My final "if" concerned the relationship between faster compensation growth and product price inflation and whether we should automatically assume that the translation there will be one-for-one. The counter argument is that for the last several years product price increases have outstripped increases in unit labor costs and that has resulted in widening markups, unusually strong earnings growth, and a rise in the profit share. In that sense, core inflation is on the high side now, given compensation growth and productivity trends. The staff documented this situation and highlighted its implications in the January Chart Show. Widening profit margins are a development that should not be expected to continue indefinitely. Eventually, those margins are bound to stabilize or even to decline a bit. That

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could occur in a number of ways: with a decline in the inflation rate coupled with stable compensation growth or with an increase in the pace of compensation growth and stable inflation. I think the first possibility implies some downside risk to the inflation outlook, and I do not see that in the Greenbook forecast. The second possibility is that compensation growth is indeed poised to rise somewhat, bringing a halt to the continuing widening of profit margins. That could occur without any translation into higher core inflation. These are a bunch of "ifs." They are all imponderables and they are open questions that will only be answered with the benefit of hindsight. CHAIRMAN GREENSPAN. Thank you. Vice Chairman.

/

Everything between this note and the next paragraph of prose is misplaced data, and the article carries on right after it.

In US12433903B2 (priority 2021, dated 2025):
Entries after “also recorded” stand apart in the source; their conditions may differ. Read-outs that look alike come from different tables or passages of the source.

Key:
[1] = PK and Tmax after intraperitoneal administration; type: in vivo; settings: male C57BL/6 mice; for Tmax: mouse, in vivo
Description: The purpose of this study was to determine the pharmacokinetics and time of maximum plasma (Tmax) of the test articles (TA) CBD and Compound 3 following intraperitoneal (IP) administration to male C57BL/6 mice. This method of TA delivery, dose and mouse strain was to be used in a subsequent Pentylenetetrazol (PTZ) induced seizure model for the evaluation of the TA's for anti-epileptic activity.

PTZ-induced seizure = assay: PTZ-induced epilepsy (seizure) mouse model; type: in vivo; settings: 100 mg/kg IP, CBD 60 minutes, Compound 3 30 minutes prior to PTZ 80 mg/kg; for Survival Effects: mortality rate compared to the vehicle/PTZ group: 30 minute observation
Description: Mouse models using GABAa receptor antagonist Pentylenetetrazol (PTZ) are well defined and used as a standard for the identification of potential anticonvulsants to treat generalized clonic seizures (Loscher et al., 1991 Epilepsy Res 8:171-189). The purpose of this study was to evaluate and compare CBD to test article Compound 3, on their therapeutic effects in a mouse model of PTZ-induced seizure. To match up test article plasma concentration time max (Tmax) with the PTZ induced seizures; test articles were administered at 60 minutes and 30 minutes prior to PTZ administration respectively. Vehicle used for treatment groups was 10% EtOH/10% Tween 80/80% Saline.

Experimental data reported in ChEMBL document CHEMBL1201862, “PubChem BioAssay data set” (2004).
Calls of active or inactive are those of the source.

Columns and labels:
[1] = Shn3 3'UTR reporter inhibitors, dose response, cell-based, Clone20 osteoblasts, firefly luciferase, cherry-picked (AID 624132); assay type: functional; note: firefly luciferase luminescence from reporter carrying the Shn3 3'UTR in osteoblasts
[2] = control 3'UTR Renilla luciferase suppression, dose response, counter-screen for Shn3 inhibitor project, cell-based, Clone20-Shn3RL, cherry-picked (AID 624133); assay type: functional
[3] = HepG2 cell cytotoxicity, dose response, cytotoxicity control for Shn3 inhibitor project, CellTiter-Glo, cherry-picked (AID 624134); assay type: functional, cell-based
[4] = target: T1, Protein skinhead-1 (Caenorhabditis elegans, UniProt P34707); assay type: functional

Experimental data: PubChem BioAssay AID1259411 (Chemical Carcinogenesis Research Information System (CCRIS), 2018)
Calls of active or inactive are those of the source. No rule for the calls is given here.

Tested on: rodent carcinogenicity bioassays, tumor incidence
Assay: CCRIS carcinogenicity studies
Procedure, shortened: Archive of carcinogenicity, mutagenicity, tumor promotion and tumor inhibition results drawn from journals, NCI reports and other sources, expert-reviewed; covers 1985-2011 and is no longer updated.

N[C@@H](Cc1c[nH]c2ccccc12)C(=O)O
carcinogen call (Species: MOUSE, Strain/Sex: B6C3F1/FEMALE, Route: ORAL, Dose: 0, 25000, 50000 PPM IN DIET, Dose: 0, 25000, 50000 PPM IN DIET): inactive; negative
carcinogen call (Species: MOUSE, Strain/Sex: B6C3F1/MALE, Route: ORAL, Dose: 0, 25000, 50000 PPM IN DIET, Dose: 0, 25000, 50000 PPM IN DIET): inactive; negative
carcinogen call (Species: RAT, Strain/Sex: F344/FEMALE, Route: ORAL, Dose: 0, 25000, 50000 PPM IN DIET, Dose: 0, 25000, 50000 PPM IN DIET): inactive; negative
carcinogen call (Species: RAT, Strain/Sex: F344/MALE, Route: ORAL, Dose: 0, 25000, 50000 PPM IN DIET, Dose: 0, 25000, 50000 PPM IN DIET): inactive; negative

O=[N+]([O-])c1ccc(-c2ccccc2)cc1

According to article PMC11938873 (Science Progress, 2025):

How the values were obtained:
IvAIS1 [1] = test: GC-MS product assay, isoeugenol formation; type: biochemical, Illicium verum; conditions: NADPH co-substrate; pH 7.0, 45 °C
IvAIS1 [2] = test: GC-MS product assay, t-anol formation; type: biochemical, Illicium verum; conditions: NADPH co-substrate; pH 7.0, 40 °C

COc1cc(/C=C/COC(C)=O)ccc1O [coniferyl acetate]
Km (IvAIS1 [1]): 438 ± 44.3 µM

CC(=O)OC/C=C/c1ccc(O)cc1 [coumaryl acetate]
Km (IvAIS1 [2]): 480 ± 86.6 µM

VICE CHAIRMAN MCDONOUGH. Thank you, Mr. Chairman. The broad economic indicators suggest that the economy in the Second District grew at a moderate pace in recent weeks, which is an improvement. In March, payroll employment advanced at an annual rate of 2.2 percent in New York and 3.3 percent in our part of New Jersey. Vacancy rates for prime commercial office space continued to inch down in Manhattan and northern New Jersey, reflecting the improvement in office leasings. Contract awards for nonresidential construction, primarily additions to and alterations of commercial space, rose sharply in New York compared to year-ago levels. The gain in New York was offset slightly by a 1 percent decline in New Jersey. In April, retail sales tax collections rose robustly in New York and moderately in New Jersey on a 12-month basis, implying moderate to strong gains in retail sales. Similar 12-month gains were reported in April personal income tax collections. Inflation moderated. The April consumer price index for the New York/northeastern New Jersey region rose just 2.9 percent on a 12-month basis, following gains of 3 to 3-1/2 percent during the previous 4 months. On the national level, our forecast is rather close to the Greenbook's. The differences are that we show less growth in 1997, and we are below the Board staff in our estimate of the C P I increase for 1996. On a Q4/Q4 basis, we have the CPI at 3 percent this year compared with the Greenbook's 3.4 percent. However, we agree on 3.2 percent in 1997. Our Bank's forecasting record over recent years has been quite good, except that we were slow to recognize the wage restraint that is the main reason for continuing good inflation numbers. We, like all of you, are not certain how long that can or will continue. But I could have said that a year ago, and the restraint has in fact continued. People running businesses still seem to be reluctant to raise prices. When we talk to business people, they sound very alarmist about their industry or about the country or the world in general, but I find that they know very little about those subjects. All I am really interested in is what they are planning to do with their own businesses. When we ask them that question, we are told about very severe price restraint--the inability to pass on rising costs--and the need to rationalize their businesses. S o , I do not see great risks of the real economy growing above trend. In fact, we have strong growth in the first half of this year, especially in the current quarter, and then growth drops slightly below trend in the second half of the year and in 1997. So, I see the risks as balanced by-and-large. Despite all that, my anxiety level regarding price trends has begun to gnaw. However, I consider the present stance of